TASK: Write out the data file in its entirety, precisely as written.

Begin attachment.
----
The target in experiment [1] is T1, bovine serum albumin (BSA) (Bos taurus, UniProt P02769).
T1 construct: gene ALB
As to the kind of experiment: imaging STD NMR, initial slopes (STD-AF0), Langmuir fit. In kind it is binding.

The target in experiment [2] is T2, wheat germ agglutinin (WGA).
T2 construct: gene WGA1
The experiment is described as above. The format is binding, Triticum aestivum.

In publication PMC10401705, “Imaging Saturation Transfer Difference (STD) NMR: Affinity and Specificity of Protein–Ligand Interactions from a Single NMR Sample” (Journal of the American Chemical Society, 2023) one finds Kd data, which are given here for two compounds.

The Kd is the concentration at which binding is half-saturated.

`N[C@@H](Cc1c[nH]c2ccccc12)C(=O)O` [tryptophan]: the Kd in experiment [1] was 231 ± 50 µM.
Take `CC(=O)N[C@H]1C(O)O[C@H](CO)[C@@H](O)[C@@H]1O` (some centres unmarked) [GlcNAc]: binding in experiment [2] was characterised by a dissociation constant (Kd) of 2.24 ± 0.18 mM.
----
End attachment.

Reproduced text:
The target in experiment [1] is T1, bovine serum albumin (BSA) (Bos taurus, UniProt P02769).
T1 construct: gene ALB
As to the kind of experiment: imaging STD NMR, initial slopes (STD-AF0), Langmuir fit. In kind it is binding.

The target in experiment [2] is T2, wheat germ agglutinin (WGA).
T2 construct: gene WGA1
The experiment is described as above. The format is binding, Triticum aestivum.

In publication PMC10401705, “Imaging Saturation Transfer Difference (STD) NMR: Affinity and Specificity of Protein–Ligand Interactions from a Single NMR Sample” (Journal of the American Chemical Society, 2023) one finds Kd data, which are given here for two compounds.

The Kd is the concentration at which binding is half-saturated.

`N[C@@H](Cc1c[nH]c2ccccc12)C(=O)O` [tryptophan]: the Kd in experiment [1] was 231 ± 50 µM.
Take `CC(=O)N[C@H]1C(O)O[C@H](CO)[C@@H](O)[C@@H]1O` (some centres unmarked) [GlcNAc]: binding in experiment [2] was characterised by a dissociation constant (Kd) of 2.24 ± 0.18 mM.